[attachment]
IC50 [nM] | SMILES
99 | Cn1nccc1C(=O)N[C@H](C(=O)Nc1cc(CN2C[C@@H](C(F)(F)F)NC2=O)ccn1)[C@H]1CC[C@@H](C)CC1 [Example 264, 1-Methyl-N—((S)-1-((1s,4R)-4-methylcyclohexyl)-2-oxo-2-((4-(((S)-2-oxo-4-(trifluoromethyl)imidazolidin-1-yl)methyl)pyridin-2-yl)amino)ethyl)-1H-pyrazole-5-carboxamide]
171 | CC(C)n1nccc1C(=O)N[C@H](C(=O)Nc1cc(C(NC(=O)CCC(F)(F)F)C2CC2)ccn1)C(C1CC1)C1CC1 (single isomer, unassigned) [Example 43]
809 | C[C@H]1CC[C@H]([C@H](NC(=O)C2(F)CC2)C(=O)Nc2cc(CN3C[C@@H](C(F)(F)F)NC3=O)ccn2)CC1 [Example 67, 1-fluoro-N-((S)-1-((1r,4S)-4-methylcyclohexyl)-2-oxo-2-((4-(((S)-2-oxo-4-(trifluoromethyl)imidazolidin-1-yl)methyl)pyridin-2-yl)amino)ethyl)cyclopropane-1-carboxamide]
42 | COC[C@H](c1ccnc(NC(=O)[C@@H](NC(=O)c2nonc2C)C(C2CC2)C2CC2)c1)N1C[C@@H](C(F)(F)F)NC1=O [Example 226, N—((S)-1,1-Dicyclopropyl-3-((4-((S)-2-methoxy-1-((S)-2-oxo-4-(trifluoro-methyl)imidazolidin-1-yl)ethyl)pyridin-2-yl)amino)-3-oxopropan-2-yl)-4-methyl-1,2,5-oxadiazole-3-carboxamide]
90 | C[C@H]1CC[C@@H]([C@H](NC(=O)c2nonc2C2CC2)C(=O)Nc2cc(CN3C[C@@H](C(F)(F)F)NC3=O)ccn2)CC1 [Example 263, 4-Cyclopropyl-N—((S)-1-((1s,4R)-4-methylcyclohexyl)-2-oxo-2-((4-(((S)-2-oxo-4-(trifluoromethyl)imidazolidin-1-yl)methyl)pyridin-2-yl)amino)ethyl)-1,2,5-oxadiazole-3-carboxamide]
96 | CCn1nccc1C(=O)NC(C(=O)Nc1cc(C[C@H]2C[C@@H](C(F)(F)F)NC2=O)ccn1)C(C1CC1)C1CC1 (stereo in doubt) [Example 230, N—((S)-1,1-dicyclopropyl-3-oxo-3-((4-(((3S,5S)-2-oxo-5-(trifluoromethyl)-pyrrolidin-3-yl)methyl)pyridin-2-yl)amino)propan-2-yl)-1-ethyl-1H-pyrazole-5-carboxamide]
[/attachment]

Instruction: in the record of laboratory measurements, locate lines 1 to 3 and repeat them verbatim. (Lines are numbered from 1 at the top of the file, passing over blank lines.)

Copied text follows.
IC50 [nM] | SMILES
99 | Cn1nccc1C(=O)N[C@H](C(=O)Nc1cc(CN2C[C@@H](C(F)(F)F)NC2=O)ccn1)[C@H]1CC[C@@H](C)CC1 [Example 264, 1-Methyl-N—((S)-1-((1s,4R)-4-methylcyclohexyl)-2-oxo-2-((4-(((S)-2-oxo-4-(trifluoromethyl)imidazolidin-1-yl)methyl)pyridin-2-yl)amino)ethyl)-1H-pyrazole-5-carboxamide]
171 | CC(C)n1nccc1C(=O)N[C@H](C(=O)Nc1cc(C(NC(=O)CCC(F)(F)F)C2CC2)ccn1)C(C1CC1)C1CC1 (single isomer, unassigned) [Example 43]